Neighboring Communities Playfully Connect Atop Neon Pink Teetertotters Slotted Through the U.S.-Mexico Border Wall
Ronald Rael and Virginia San Fratello have long worked in activating structures in projects that blur the line between art and architecture. The Oakland-based duo, who self-describe as pursuing “applied architectural research”, also have a longstanding interest in the United States-Mexico border wall
Thanks to Lucy Moore for discovering this!
my walking stick
Flip Flop, a co-created book of haiku by Miriam Sagan and Michael G. Smith,
Miriam’s Well, 2017
along the path
to the dead poet’s cabin
footprints in the mud
The Dippers Do Their Part, a co-created book of haibun and katagami by
Michael G. Smith and Laura Young, Miriam’s Well, 2015
aroma of popcorn
today’s happy hour
Merlot or Whiskey?
soft snow falling
I launder, fold, surrender
her down jacket
ears of wheels rolling
Grand Canyon, hikes, birdwatching
a tow truck — a hearse
wild wine cups in bloom
bees forage and pollinate
coy petals blush pink
(Texas Poetry Calendar)
the new widow walks
the family dog
clown works the bull and the crowd
(San Antonio Poetry on the Move, on buses)
I hope your holiday was a good one, wherever you were!
This sculpture in the Railyard references an ofrenda, while still being public art. Created by Braided Branches Collective. Photos by Rich Feldman.
purple and green
under the snow
from a thistle
the old man sighs
First snow on the Sandias
morning glories bloom all day
a season for cranes
Pushed about by wind
home to thunder and to rain
my life as a cloud
November sky clamor
ribbon of gray on white
canticle of cranes
the heart of the matter
(Sound of a Leaf [2018 Seabeck Haiku Getaway anthology])
with each turn
(Sound of a Leaf; 2nd place, 2018 Seabeck Haiku Getaway kukai)
in each clover leaf
(All the Trees: haiku and other poems [self-published, Chandra Kierstead Bales])
I’ll be posting a few more days of haiku from a wonderful reading last week. But today is prose–memoir–from a rather difficult book I’m working on. Difficult how? Well, it seems that telling secrets simply and directly might not be as easy as I’d hoped. Still, this one works for me.
At the corner of Church and Market, on the south side of the street, was a small restaurant we just called “the sushi hole.” It had a real name in Japanese, but no one used it.
Zen koans are full of mean waitresses.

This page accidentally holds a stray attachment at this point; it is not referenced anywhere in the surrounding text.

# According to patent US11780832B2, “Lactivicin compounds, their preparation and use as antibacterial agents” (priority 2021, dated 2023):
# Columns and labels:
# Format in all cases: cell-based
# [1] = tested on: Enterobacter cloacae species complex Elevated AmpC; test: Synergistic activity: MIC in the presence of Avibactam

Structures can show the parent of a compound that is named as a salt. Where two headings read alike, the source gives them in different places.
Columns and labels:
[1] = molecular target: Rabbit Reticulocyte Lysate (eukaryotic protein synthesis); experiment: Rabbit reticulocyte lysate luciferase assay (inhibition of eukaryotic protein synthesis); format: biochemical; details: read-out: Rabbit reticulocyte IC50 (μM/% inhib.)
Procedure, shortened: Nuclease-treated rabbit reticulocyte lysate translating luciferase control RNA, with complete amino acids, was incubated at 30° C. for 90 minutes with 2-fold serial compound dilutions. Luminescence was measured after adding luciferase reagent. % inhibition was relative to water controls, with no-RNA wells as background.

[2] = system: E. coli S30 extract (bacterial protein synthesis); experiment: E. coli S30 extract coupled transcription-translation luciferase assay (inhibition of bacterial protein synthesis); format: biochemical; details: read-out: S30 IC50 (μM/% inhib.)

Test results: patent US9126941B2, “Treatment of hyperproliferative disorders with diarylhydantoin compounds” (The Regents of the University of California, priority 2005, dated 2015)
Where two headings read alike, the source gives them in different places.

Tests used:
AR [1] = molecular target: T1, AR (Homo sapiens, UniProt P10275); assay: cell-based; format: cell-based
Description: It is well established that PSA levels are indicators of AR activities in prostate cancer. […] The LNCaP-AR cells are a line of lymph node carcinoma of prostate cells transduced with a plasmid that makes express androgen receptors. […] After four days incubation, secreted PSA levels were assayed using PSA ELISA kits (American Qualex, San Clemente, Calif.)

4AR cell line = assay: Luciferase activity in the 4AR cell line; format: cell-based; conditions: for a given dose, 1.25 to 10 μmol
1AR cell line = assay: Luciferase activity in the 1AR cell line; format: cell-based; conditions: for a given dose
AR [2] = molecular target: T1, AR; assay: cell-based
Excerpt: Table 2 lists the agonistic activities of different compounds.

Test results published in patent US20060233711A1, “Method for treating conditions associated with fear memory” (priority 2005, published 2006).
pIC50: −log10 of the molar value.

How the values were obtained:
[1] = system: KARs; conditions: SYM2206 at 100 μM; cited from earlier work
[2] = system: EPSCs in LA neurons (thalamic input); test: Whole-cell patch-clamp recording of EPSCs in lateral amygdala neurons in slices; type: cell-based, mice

The young monk asks the tea lady: Can I order some cookies and macha?
She says: Show me the self that is hungry and you can have cookies and tea.
He stands there like the doofus he is, mute.
At the sushi hole, there was the fierce looking chef behind the bar and the small bossy proprietress in front. There was usually a wait to get in, but a short one. They were fast. Sometimes you didn’t get what you ordered. You might want yellowfin, but they’d serve the catch of the day. Or the proprietress would decide you “needed” something in particular.
One day when I was having a late lunch and the place was quiet she said to me: “What you do?” She practically yelled. It didn’t sound like ordinary chit-chat.
Good question. I hadn’t the slightest idea. I had a small massage practice, mostly Zen students with sciatica. All I’d ever wanted was a boyfriend and now I had a serious one—a husband, actually. I wanted to be a poet and I certainly was trying—writing, reading, avoiding a suburban life.
“You!” Now she was yelling. “Concentrate!” At the time I thought she was noticing how much I was trying to focus. But as time passed, it see med more and more like advice.
Thirty-five years later I was sitting on the floor in the great Narita train station outside Tokyo. I was sobbing. I had just arrived in Japan and was jet-lagged. I was starving and had to pee but had been told “stay with the luggage” by my daughter and son-in-law, who were my guides on this trip. I was beyond culture-shocked.
My daughter Isabel found me, and in one look ascertained the situation. “I’m going to get you some little sandwiches,” she said in a coaxing voice. “I have yen from my last trip so I’ll do that right now, before I change my money. Nice little sandwiches, you’ll like them. With no crust. They come in packages of three. Do you want egg salad? It comes with cheese and pimento ones.”
I had taken the self who was hungry half way around the world. Maybe I still couldn’t show it, but the person I had fed as a baby could see it.
“Yes,” I said.
The sandwiches of course were delicious.